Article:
Shaadisthan director Raj Singh Chaudhary’s Thar is part neo-noir, part neo-Western and a wholly very good-looking production. Cinematographer Shreya Dev Dube takes full advantage of the location – a remote and rugged village on the Indo-Pak border – to create an immersive visual experience that single-handedly compensates for the barebones plot.
The Netflix release, set in 1985, revolves around a man with minimal vocabulary and limited affect. Siddharth (Harshvarrdhan Kapoor) claims to be an antiques dealer, but instead cuts a deadly swathe through the sun-burnt landscape.
Admiringly described as “resembling a Hollywood star” who has “such deep eyes”, Siddharth sticks out like a sore thumb in the village, but manages to stay a step ahead of the investigating police inspector Surekha (Anil Kapoor).
Surekha, who is also on the trail of opium dealers, gives Siddharth enough time to flash eyes at the wife of one of his marks. Chetna (Fatima Sana Shaikh) has the thick skin necessary to endure neighbourhood gossip and the expectant air characteristic of the cleavage-baring rural femme fatale.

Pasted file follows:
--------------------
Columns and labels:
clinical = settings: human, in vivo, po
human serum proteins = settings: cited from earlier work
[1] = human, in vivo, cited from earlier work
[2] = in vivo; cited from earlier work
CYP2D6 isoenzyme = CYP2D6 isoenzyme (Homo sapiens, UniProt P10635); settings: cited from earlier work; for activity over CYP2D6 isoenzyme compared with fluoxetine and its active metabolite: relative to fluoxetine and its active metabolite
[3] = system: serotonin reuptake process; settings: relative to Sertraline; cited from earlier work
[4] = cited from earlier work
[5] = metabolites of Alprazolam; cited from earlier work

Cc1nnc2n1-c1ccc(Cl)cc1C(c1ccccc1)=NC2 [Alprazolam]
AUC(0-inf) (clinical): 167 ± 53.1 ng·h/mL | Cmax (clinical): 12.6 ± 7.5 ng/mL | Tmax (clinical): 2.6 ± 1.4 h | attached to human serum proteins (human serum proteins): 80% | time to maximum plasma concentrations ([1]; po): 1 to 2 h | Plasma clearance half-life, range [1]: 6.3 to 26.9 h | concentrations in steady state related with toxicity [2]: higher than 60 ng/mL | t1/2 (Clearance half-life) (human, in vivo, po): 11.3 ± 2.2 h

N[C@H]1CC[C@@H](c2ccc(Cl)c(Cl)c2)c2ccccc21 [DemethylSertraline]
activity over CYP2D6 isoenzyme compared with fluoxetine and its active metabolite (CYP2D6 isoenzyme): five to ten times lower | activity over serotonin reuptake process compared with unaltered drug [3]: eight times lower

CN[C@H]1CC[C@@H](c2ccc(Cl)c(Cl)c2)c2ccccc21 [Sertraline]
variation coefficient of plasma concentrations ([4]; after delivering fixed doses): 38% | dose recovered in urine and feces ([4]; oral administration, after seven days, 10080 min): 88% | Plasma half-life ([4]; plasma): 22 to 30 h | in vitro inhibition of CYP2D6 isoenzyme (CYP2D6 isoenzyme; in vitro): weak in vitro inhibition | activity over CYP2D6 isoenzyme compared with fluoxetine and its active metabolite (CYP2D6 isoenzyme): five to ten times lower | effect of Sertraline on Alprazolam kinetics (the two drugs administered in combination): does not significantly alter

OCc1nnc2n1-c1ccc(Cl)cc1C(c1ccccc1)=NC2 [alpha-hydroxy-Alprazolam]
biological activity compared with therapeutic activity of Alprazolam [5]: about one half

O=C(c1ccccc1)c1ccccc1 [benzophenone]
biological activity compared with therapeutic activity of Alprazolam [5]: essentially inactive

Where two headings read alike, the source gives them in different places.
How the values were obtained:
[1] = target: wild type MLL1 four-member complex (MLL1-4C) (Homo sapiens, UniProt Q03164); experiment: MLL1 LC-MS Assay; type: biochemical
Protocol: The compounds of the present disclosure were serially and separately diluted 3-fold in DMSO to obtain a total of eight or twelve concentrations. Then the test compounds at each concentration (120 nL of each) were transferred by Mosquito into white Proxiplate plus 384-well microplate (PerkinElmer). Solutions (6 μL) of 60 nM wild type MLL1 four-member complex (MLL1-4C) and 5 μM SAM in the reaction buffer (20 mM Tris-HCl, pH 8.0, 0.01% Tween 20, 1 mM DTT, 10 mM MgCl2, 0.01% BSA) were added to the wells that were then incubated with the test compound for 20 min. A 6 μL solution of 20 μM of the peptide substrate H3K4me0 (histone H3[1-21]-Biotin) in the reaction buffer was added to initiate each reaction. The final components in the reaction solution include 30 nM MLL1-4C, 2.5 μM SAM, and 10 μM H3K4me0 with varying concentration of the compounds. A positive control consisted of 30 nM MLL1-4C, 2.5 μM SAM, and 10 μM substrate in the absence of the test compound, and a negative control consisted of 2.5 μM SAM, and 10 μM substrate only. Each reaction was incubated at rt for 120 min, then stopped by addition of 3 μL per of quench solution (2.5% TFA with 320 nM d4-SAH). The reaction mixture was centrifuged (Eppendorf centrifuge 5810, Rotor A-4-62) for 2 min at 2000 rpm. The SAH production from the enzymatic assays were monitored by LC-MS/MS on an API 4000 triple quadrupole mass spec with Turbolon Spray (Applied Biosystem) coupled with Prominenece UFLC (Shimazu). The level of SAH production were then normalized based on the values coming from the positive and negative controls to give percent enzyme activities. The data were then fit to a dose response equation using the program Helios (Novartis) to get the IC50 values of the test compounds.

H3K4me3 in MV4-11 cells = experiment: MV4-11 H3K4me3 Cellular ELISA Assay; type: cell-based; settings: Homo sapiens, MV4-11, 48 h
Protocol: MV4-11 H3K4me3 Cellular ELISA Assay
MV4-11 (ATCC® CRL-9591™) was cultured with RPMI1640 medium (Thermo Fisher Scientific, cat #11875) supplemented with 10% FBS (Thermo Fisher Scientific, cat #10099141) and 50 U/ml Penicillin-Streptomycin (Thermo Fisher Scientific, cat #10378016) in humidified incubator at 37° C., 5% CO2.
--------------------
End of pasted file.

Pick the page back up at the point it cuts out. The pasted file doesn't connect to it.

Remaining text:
Writer-director Chaudhary attempts to give an existential veneer to banal scenes of Surekha chasing clues and Siddharth being gruesome. Even the profanity has a desperate edge to it, but whatever little impact Thar makes is purely visual. (The 108-minute direct-to-streamer film would look stunning on a big screen.)
Amidst the bleached whites, deep browns and intense reds, a cop tries to make sense of senseless brutality. Anil Kapoor commits himself yet again whole and soul to an endeavour that isn’t as involved as him.
Satish Kaushik plays Watsonian sidekick to Kapoor’s Sherlockian policeman. Kaushik’s character is from a historically oppressed caste, but apart from virtue signalling, this revelation goes nowhere.
The film seems forever poised on the brink of transcendental revelation. In the loops of suspense drawn around Siddharth and the clouds of dust kicked up by the tireless Surekha, might we spot the real movie, the structure behind the scaffolding?
There isn’t one. The scaffolding is good enough but also not enough.